New video shows another side to confrontation between MAGA hat teens and Native American elder

New video shows another side to confrontation between MAGA hat teens and Native American elder

Over this weekend, a video clip showing a group of teenage boys in MAGA hats surrounding a Native American elder went viral.

The boys, who were from Covington Catholic High School in Kentucky, had been in Washington DC in order to participate in the March for Life, but encountered Nathan Phillips, a Native American man, as he led a chant.

Up until this point, it has seemed that the boys - in particular, an individual named Nick Sandmann - were deliberately antagonising Phillips. However, another video has surfaced which shows that there is more to the story than initially believed.

The video, which is more than 1hr 46minutes long, shows that - prior to Phillips' arrival - the group were engaged in confrontation by the Hebrew Israelites (the group filming the clip).

The Hebrew Israelites, a group who believe that some black Americans are the descendants of an ancient Israelite tribe, and who have been associated with antisemitic and homophobic views, can be heard at the start of the video criticising the boys. "How you gonna have peace to this land ... when you got this madman in the White House?" one of them asks, before the camera pans around to show the large group of teens - many of whom are wearing 'Make America Great Again' hats and sweatshirts.

"When has America been great for our people? When has the America ever been great for the North American Indians?" the group's leader says later. "America ain't never been great. It only been great for you damn peckerwoods."

It was because of this group's chanting that the pupils began chanting back, Sandmann claims.

"A student in our group asked one of our teacher chaperones for permission to begin our school spirit chants to counter the hateful things that were being shouted at our group," Sandmann said. "The chants are commonly used at sporting events. They are all positive in nature and sound like what you would hear at any high school."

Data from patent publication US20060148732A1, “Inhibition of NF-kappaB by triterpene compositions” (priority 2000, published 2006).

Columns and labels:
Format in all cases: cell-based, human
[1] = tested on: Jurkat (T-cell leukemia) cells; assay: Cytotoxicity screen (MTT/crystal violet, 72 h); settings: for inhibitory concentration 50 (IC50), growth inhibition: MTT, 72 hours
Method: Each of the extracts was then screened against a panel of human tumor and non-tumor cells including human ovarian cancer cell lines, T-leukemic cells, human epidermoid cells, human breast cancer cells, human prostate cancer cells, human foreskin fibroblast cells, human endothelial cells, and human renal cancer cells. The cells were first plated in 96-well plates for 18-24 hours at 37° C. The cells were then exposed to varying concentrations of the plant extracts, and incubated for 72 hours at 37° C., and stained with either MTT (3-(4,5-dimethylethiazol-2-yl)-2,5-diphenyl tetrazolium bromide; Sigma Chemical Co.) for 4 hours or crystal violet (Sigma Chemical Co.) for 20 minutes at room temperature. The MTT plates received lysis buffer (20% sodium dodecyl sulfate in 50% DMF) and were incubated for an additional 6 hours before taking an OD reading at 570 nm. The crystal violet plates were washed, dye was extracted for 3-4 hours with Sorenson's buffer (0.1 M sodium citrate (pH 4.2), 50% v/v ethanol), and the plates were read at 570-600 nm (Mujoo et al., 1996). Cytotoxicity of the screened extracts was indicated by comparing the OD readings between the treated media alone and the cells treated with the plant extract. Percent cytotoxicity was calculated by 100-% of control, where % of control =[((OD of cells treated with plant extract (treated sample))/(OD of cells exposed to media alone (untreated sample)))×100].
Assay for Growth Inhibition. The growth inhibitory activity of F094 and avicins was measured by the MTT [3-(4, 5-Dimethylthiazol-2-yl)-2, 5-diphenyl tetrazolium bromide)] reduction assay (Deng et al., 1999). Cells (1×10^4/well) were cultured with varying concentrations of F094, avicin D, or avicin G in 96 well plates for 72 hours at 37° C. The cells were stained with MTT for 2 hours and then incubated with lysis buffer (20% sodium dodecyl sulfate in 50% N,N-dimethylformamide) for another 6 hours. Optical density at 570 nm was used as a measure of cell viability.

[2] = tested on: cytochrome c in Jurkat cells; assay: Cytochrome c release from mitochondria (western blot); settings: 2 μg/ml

These chants continued until the arrival of Phillips (which happens at about 1hr 12mins into the video), at which point one of the Hebrew Israelites says the Native elder "came to the rescue". When Phillips walks up to the group, however, they do not disperse, and instead surround him, chanting over him.

It was during this interaction that some other members of the crowd claim they heard students shouting, "build the wall" and "gone in 2020".

Sandmann's actions also came across as being quite aggressive, as he makes a deliberate effort to stand directly in front of Phillips during the procession, and smirks at him as he sings.

But the student says his attitude was influenced by the Hebrew Israelites.

"The protestors said hateful things. They called us 'racists,' 'bigots' 'white crackers,' 'f****ts,' and 'incest kids," Sandmann claimed. "They also taunted an African American student from my school by telling him that we would 'harvest his organs.' I have no idea what that insult means, but it was startling to hear."

Phillips did not see that, however, and felt very threatened by the boys.

"It was getting ugly, and I was thinking: ‘I’ve got to find myself an exit out of this situation and finish my song at the Lincoln Memorial,’" the elder told the Washington Post. "I started going that way, and that guy in the hat stood in my way, and we were at an impasse. He just blocked my way and wouldn’t allow me to retreat."

He, too, says that he heard them repeating hurtful Trumpisms.

"I heard them saying, 'Build that wall, build that wall'. You know, this is indigenous lands. We’re not supposed to have walls here — we never did for millennia, before anybody else came here."

Clearly, this situation is a lot more complex than it was first believed to be, but Sandmann's and Phillips' version of events seem wildly different to one another. Hopefully, more clarity will emerge soon.